Brought to you by the Center for Loss and Life Transition - Alan Wolfelt, Ph.D., Director
by Alan D. Wolfelt, Ph.D.
“To the outside world we all grow old. But not to brothers and sisters.
We know each other as we always were. We know each other’s hearts.
We share private family jokes. We remember family feuds and secrets, family griefs and joys.
We live outside the touch of time.”
Your brother or sister has died. I am truly sorry for your loss.
Whether your sibling was younger or older, whether the death was sudden or anticipated, whether you were very close to your sibling throughout your lives or experienced periods of separation, you are now grieving.
To grieve is to experience thoughts and feelings of loss inside you. If you loved your sibling, you will grieve. To mourn is to express your grief outside of yourself. Over time and with the support of others, to mourn is to heal.
Brothers and sisters often have strong and ambivalent feelings for one another. Sibling relationships tend to be complex, characterized by a mixture of anger, jealousy, and a fierce closeness and love. What was your relationship with the sibling who died? I’ll bet it wasn’t entirely simple.
Sibling relationships are so complex because while we are growing up, siblings are both friends and enemies, teammates and competitors. We play with our siblings, and we fight with them. We share our parents’ love, and we compete for our parents’ love. We enjoy being part of a family, and we struggle to become individuals.
Sometimes we carry our childhood rivalries and differences into adulthood, and our ambivalent feelings toward our brothers and sisters remain. Sometimes we separate from our siblings completely as adults. And sometimes we become very close friends with our grown-up brothers and sisters.
Yet no matter what your present-day relationship with your sibling was, his or her death is a blow. You shared a long history with your sibling. Your stories began together and were intimately intertwined for years.
The loss of an adult sibling is often a significant one. I have had the privilege of companioning many sibling mourners, and they have taught me that they often feel deep pain and a profound sense of loss.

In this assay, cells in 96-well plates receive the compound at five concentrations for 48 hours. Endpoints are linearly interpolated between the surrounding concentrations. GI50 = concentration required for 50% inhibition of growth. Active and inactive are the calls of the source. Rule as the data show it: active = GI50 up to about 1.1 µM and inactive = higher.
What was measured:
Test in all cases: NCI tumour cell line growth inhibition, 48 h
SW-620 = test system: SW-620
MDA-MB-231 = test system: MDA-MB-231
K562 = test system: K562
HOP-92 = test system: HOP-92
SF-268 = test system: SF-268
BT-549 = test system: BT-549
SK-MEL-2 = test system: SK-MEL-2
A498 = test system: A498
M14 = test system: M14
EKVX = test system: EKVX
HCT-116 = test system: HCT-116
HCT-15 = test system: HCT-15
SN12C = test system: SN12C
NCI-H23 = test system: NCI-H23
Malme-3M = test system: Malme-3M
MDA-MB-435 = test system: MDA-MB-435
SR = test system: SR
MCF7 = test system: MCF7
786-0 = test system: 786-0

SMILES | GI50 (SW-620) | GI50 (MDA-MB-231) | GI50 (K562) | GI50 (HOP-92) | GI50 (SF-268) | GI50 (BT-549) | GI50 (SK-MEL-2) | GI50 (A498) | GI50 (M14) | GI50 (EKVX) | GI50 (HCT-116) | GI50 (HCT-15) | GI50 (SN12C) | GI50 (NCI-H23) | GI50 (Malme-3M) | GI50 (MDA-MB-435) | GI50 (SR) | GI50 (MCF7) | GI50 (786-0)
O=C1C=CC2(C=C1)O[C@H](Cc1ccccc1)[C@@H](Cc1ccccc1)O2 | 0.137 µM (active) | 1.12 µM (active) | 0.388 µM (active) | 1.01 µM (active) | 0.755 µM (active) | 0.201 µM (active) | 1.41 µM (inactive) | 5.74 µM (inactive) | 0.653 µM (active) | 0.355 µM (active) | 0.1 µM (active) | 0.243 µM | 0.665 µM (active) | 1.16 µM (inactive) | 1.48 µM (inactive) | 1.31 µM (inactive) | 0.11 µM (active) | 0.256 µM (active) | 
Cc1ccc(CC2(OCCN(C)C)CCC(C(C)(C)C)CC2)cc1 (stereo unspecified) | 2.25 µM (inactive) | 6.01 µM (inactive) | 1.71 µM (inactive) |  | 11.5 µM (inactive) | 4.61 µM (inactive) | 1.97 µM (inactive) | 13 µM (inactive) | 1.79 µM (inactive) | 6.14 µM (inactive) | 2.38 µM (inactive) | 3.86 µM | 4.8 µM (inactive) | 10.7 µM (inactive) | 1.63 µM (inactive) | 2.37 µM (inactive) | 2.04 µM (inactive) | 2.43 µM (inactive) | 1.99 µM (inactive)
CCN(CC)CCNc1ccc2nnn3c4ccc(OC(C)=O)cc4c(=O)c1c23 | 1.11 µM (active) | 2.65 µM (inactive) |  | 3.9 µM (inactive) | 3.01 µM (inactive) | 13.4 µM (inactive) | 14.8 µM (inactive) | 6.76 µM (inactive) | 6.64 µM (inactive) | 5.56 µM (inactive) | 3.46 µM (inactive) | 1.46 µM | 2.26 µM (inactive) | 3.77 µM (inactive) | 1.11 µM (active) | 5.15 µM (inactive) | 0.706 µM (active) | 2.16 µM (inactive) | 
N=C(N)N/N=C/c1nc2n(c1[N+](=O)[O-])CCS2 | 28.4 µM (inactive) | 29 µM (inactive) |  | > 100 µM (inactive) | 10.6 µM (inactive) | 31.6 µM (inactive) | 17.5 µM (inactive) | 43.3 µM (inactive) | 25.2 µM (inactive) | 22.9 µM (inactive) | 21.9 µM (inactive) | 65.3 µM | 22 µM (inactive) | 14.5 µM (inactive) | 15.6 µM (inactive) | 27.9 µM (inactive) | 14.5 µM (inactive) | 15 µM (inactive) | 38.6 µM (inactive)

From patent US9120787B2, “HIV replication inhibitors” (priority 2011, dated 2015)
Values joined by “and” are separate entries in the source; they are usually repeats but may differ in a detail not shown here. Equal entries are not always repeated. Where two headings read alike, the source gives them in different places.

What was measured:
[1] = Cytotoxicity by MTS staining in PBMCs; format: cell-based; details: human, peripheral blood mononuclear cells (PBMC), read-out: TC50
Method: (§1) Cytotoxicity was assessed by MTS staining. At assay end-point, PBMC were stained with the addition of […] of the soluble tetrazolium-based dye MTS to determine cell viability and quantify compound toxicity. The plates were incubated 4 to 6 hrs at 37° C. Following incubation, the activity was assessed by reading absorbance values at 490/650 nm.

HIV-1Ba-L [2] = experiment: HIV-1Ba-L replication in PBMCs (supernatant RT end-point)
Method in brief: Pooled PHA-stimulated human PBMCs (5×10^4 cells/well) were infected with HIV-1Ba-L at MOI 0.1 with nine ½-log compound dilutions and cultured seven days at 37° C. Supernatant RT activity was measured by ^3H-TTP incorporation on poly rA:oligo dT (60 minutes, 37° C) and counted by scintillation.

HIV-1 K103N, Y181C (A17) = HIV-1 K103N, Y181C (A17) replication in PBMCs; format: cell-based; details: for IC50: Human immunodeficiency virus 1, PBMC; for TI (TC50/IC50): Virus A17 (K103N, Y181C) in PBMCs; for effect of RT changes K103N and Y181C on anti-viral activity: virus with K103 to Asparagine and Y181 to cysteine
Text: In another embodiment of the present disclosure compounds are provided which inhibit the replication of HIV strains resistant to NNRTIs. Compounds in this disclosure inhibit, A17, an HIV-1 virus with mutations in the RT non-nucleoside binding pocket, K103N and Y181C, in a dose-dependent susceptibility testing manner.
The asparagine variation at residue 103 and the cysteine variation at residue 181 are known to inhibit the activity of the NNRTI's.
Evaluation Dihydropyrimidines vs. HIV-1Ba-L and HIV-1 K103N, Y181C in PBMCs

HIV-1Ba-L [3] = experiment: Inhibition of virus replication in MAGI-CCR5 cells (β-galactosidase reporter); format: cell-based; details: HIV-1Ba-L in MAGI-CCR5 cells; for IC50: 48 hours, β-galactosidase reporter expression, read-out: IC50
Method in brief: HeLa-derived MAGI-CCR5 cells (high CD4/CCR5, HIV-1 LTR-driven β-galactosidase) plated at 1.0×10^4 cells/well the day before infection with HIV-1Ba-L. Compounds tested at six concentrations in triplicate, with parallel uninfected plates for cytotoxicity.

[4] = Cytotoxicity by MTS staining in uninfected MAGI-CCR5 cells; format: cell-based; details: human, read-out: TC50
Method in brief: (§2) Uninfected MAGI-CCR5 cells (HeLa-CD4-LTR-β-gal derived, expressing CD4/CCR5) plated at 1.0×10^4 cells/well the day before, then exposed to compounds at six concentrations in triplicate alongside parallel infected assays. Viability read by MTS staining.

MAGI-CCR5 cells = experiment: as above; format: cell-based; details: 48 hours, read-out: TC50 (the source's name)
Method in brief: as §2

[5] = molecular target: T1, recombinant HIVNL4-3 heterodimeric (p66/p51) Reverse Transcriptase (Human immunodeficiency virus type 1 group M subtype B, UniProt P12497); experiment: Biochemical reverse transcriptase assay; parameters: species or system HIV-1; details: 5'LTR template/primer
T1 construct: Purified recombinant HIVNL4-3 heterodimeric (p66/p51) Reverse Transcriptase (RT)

Yet our culture tends to under-appreciate sibling grief. When an adult dies, the myth goes, it is the parents, spouse, and children of the person who died who suffer the greatest loss. We seem to think that siblings are affected less.
Yet the truth is, the more deeply you feel connected to someone, the more difficult his or her death will be for you. And siblings—even when they have not spent much time together as adults—often have profoundly strong attachments to one another.
Yes, your grief for your sibling is very real. And it may be very difficult for you. Allow yourself the time and the support you need to mourn.
There is no one right way for you to mourn. Neither is there one right way for other family members to mourn. Each of you will mourn differently.
If you have surviving siblings, you will find that each will mourn this death in his or her own way. While you might have anticipated some of your sibling’s responses (for example, your emotional sister has probably been emotional), other responses may have surprised you. Try not to let these differences alarm you or hurt your feelings.
If your parents are still alive, they, too, will have their own unique responses to the death. You can help by facilitating open and honest communication with them about their grief and yours.
Feelings will naturally run high in your family in the weeks and months after the death. The best approach is to be open with one another without blaming.
Linking objects are items that belonged to or remind you of the sibling who died. Photographs, videos, CDs, ticket stubs, clothing, gifts you received from him or her—all of these connect you to the sibling who died.